The Fellowship of Christian Athletes honored Clemson University Head Coach Dabo Swinney as the recipient of the 2014 Grant Teaff Coach of the Year Award and longtime college coach Art Baker with the 2014 Grant Teaff Lifetime Achievement Award at FCA Breakfast at the American Football Coaches Association (AFCA) Convention in Louisville, Ky., on Sunday, Jan. 11.
“The Fellowship of Christian Athletes honored two coaching greats who have not only put many W’s in the win column, but also impacted countless players during their careers,” said Les Steckel, President and CEO of FCA. “We congratulate Clemson University Head Coach Dabo Swinney and longtime coaching great Art Baker for their many, many contributions to college football.”
Former FCA President Dal Shealy, who remains involved in football ministry, said of Baker: “Art has been involved in FCA for almost 60 years and has been one of the most faithful and committed Christian coaching men I have ever known. He has been an outstanding coach at each football game in which he has served, both as an assistant and as a head coach.”
Of Swinney, Shealy added: “Dabo is a man who teaches and coaches with character. He is a family man and a player’s coach, and he stands tall for Christ in everything he does.”
Named after Grant Teaff, former Baylor University coach, AFCA executive director and Trustee Emeritus of the FCA Board of Trustees, the Coach of the Year Award presented by FCA recognizes a football coach who exemplifies Christian principles and who is involved in FCA. The award is also based on the success and performance of the coach’s team that season. Previous winners include Tommy Bowden, Tommy Tuberville and Jerry Kill.
The Grant Teaff Lifetime Achievement Award recognizes a coach who has committed his life to being a Christian influence in the lives of student-athletes. Previous winners include Jimmie Keeling, Fisher DeBerry, Jerry Moore, Mel Tjeerdsma, Houston Nutt, Tony Dungy and Ken Sparks.
Dabo Swinney, at Clemson for just seven years as head coach, is making progress toward joining the university’s coaching legends of the past. In 2014, he led the Tigers to a 10-3 record, along with a win over Oklahoma in the Russell Athletic Bowl.
Over the past several seasons, Clemson has earned two top-10 rankings in the USA Today poll. From 2011-13, Clemson had a 32-8 record, the most wins in a three-year period in school history. Swinney has also led the Tigers to two ACC Championship games, winning one, and has won or shared three ACC Atlantic Division titles.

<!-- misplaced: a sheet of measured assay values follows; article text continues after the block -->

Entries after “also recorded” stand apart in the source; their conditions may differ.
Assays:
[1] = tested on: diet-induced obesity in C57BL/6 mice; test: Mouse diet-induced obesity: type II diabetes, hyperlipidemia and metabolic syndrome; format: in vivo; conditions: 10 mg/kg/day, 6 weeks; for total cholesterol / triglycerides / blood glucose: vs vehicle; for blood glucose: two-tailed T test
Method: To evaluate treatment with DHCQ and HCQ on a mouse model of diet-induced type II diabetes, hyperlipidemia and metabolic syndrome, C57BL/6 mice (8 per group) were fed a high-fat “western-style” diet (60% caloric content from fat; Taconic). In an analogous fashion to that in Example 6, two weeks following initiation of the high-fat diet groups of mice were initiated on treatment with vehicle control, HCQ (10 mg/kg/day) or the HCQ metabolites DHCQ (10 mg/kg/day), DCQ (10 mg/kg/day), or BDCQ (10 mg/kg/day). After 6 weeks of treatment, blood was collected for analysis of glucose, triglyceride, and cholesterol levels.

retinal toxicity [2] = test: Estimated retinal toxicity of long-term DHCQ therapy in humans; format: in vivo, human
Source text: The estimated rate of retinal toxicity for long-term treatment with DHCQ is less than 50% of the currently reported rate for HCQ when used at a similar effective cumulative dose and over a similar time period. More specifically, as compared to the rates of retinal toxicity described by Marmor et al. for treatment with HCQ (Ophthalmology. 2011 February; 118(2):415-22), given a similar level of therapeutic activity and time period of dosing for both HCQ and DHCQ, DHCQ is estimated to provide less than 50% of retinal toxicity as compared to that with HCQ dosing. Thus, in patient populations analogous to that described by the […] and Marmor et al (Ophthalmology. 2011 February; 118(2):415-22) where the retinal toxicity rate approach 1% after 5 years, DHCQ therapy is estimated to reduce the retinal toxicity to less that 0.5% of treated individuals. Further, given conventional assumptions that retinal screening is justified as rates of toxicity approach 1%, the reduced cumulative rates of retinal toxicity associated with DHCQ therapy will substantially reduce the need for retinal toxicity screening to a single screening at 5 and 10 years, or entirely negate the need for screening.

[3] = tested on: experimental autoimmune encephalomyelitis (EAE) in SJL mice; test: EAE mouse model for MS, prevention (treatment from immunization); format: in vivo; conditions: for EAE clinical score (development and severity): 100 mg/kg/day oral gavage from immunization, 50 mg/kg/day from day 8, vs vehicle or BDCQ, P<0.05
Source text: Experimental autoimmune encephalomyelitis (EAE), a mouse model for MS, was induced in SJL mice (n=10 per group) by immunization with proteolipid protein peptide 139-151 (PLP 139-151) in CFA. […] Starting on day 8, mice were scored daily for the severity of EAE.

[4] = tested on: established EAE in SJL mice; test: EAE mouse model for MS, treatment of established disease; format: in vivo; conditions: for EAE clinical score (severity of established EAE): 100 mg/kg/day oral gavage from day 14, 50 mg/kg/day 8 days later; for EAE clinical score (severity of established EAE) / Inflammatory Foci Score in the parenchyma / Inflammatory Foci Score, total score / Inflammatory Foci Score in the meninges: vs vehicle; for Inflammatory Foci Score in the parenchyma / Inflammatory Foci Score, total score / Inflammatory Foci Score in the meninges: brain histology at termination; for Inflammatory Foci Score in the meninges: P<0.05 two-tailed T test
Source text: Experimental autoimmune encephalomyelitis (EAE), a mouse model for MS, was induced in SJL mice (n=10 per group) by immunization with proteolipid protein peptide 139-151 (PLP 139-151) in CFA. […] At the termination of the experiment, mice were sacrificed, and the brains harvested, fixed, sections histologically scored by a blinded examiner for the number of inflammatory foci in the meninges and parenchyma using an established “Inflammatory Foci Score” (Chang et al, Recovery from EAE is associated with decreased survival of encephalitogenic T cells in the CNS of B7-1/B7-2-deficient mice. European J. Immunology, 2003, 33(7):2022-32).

Swinney has been a four-time finalist for the Liberty Mutual National Coach of the Year Award, which evaluates coaching performances in terms of coaching excellence, sportsmanship, integrity, academic excellence and community commitment. In 2013, he was also one of 16 semifinalists for the Maxwell Football Club Collegiate Coach of the Year Award for the second year in a row. Swinney was also named the Bobby Dodd National Coach of the Year in 2011, as well as a finalist for the Eddie Robinson Coach of the Year and the Bear Bryant Coach of the Year awards.
Swinney is active in his community through his foundation, which made the first contribution to the cancer fund established for former Boston College linebacker Mark Herzlich. Many schools followed his lead.
The 1993 Alabama graduate and wide receiver on Alabama’s 1992 National Championship team first joined the Clemson staff prior to the 2003 season, and has a reputation as one of the top recruiters in the nation. In 2006, he was listed as the No. 5 recruiter in the nation by Rivals.com and signed 38 players in his five recruiting seasons as an assistant coach.
He and his wife, Kathleen, have three sons: Will, Drew and Clay.
Longtime coaching great Art Baker is a former head coach for Furman (1973-1977), The Citadel (1978-1982) and East Carolina (1985-1988). He is a 1953 graduate of Presbyterian College, where he also played football and served as an assistant coach.
Baker served as an assistant coach for Frank Howard at Clemson University from 1965-1969, at Texas Tech from 1970-1972, when he succeeded Bob King at Furman, and for Bobby Bowden at Florida State in 1984. As a head coach at Furman, Baker hired assistant coaches Dick Sheridan, Jimmy Satterfield and Bobby Johnson, who all later became Furman head coaches.
Baker closed out his career on June 30, 1995, when he retired after six years as Associate Athletics Director for Development and Gamecock Club Director at the University of South Carolina.